Neon lights for the Shoes: Pleasure & Pain exhibition at the V&A Museum London
I recently went to visit the Victoria & Albert Museum in London. They had an intriguing exhibit displaying shoes throughout history and what was in trend in different cultures.
Victoria & Albert Museum
It was interesting to see how shoe trends have changed over the years. Starting off with barely any heels. Did you know heels were originally a trend for men? It was not until later on did heels become more of the attractive choice for women.
In the courtyard having a coffee before checking out the exhibit
Even their coffee cups are gorgeous to look at – V&A Museum
But in places like China, originally small feet were seen as most beautiful hence the foot binding in the 19th century and unbelievably painful process woman went through to procure this idealistic foot size (Think about this the next time you force yourself into some ridiculously uncomfortable shoes).
The whole exhibit got me thinking about fashion and what is seen as attractive today. It reminded me a lot of the post I wrote a year ago about body shape and what is deemed as desirable today.
Pleasure & Pain exhibition at the V&A Museum London
Shoes are seen as a very desirable item in the fashion industry. Names such as Louboutin, Manolo Blahnik, Karl Largerfeld, Jimmy Choo and Vivienne Westwood (to name a few) were on display at the exhibit. These names have become an institution to fashion and the shoe industry today.
Different shoes in many styles, my favourite being the green fluffy ones.
So what’s the motivation behind the change of style of shoes over history? The overview would be the reasons lie with what men thought attractive on woman and also social status. But as times have changed, social norms have been updated.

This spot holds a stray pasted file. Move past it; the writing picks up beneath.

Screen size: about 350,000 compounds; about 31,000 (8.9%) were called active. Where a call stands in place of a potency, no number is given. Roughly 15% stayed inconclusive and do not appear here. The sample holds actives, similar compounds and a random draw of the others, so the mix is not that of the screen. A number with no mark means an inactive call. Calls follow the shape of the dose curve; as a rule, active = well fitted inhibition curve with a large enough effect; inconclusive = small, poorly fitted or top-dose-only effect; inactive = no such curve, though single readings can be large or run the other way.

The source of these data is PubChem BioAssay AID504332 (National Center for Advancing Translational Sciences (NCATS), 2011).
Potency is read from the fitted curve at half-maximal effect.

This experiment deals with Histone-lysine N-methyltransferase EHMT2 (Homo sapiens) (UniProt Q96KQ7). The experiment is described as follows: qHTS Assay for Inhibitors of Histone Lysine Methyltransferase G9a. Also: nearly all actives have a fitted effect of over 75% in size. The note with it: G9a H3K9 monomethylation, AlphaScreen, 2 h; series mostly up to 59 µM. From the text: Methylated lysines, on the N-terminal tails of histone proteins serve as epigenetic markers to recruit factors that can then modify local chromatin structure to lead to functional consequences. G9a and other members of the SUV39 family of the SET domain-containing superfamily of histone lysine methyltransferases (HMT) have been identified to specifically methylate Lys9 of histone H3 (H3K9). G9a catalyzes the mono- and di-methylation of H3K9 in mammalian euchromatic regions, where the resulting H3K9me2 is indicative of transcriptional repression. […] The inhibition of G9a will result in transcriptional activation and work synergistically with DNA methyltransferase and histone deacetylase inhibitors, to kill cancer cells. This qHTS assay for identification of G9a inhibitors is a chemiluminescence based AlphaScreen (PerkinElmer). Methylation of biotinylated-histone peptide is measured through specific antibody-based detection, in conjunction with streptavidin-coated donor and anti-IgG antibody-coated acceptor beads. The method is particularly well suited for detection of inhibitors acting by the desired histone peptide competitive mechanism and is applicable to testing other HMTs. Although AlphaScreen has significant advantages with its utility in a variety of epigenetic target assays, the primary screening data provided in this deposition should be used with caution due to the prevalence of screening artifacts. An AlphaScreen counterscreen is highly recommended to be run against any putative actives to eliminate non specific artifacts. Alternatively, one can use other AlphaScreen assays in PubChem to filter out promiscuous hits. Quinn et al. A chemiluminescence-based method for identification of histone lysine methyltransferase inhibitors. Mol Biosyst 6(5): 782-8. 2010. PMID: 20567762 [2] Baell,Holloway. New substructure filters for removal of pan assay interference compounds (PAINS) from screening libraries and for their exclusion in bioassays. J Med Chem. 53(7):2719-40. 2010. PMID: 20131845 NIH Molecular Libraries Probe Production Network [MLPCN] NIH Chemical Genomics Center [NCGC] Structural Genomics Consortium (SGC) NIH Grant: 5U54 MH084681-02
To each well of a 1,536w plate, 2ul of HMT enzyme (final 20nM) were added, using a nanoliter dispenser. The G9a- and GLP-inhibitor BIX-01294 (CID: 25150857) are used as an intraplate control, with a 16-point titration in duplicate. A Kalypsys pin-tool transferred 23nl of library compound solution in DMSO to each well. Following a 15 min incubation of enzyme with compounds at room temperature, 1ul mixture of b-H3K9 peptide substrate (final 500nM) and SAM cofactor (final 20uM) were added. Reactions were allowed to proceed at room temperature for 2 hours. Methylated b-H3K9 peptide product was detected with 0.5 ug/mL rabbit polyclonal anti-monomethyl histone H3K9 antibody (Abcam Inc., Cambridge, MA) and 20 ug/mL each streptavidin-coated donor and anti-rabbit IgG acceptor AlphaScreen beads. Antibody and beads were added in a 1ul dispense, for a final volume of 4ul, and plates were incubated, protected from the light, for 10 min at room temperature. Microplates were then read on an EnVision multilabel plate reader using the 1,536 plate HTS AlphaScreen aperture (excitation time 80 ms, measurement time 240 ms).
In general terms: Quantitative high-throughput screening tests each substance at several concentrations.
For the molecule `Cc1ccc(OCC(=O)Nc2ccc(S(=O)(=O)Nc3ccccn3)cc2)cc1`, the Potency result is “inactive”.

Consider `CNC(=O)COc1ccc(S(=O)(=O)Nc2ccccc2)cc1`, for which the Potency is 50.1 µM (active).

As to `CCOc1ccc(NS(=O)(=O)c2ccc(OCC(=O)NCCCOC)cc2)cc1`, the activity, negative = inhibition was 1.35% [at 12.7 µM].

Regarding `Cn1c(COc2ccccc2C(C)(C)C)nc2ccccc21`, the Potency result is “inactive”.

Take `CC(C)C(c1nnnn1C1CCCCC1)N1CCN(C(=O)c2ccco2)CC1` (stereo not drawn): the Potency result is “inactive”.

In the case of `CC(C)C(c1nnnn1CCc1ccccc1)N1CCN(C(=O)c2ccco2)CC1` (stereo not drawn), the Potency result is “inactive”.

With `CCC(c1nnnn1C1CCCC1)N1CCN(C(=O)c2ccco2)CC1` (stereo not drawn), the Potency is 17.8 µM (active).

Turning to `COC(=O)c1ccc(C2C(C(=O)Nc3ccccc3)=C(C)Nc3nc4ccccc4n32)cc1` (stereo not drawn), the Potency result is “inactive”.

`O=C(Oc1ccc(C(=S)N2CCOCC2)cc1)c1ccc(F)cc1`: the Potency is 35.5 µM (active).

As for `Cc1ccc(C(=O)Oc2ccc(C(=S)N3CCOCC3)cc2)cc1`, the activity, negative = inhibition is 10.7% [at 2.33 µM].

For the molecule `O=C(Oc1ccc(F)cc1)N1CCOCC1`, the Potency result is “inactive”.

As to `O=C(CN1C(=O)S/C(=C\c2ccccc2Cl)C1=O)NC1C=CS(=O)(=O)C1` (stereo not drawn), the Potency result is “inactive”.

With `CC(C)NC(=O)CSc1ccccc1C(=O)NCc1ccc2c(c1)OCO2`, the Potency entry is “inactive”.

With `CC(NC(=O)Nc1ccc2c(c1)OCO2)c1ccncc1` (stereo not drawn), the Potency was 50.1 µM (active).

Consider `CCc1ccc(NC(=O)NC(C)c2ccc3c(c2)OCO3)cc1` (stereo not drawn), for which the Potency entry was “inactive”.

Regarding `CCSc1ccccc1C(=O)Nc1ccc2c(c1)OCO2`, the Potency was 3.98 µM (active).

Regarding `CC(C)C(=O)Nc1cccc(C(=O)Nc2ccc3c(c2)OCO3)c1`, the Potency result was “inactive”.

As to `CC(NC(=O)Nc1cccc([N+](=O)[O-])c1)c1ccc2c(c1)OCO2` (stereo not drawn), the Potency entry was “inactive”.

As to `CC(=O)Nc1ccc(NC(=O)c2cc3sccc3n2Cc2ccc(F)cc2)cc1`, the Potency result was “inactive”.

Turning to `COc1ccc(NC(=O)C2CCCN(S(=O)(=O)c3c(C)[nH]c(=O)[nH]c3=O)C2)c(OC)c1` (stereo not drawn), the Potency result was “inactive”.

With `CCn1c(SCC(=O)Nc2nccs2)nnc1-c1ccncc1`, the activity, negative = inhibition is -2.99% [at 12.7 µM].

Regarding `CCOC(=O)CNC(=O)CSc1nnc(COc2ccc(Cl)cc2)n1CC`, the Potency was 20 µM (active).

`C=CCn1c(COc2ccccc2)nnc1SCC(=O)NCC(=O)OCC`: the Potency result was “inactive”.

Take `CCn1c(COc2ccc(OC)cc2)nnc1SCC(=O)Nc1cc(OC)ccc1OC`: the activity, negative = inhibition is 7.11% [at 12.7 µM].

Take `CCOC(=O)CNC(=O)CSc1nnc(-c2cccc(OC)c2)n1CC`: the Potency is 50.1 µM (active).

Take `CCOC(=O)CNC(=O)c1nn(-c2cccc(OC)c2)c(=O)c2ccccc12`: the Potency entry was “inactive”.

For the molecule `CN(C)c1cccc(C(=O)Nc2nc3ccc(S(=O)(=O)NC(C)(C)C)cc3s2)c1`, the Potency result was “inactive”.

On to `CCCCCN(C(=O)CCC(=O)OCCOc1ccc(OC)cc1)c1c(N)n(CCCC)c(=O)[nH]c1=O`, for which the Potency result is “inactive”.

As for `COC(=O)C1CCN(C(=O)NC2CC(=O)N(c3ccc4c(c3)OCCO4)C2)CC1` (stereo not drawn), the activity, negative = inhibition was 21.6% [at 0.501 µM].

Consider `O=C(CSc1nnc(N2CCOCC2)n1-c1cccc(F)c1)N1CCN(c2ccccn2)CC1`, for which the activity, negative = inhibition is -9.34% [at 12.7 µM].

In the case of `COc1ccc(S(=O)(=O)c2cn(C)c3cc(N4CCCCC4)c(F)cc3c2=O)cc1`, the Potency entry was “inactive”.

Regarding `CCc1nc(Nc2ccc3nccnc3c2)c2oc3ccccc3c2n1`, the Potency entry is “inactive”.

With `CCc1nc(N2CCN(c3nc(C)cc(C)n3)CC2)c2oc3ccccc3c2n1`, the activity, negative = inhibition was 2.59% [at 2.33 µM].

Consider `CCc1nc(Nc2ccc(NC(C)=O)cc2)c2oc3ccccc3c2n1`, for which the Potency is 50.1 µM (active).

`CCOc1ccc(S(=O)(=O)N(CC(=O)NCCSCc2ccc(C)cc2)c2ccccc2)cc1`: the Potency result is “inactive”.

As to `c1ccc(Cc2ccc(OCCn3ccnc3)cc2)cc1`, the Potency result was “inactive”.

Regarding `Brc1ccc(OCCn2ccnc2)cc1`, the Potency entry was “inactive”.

Nowadays shoes are obsessed by women and even men everywhere. What was part of more of a social status environment has moved into fashion trends rather than what the opposite sex thinks what woman look more attractive in.
I admit I’ve bought shoes that were in trend and realised hang on…these aren’t that practical let alone comfortable. But I feel I have vowed to keep my feet happy and try to pick the more comfortable shoe rather than what is seen as popular. It’s hard in this day and age not to be affected by social media as you cannot avoid what is fashionable as millions share it over multiple channels.
Shoes made out of an old coat during the war time while fabric was scarce due to war time rationing
Is social media the new social status for women’s shoe fashion? Maybe not to the extent of foot binding but the wrong shoe can cause a lot of discomfort.
What’s your opinion about shoes and pain? Is pain beauty? What’s your favourite shoe?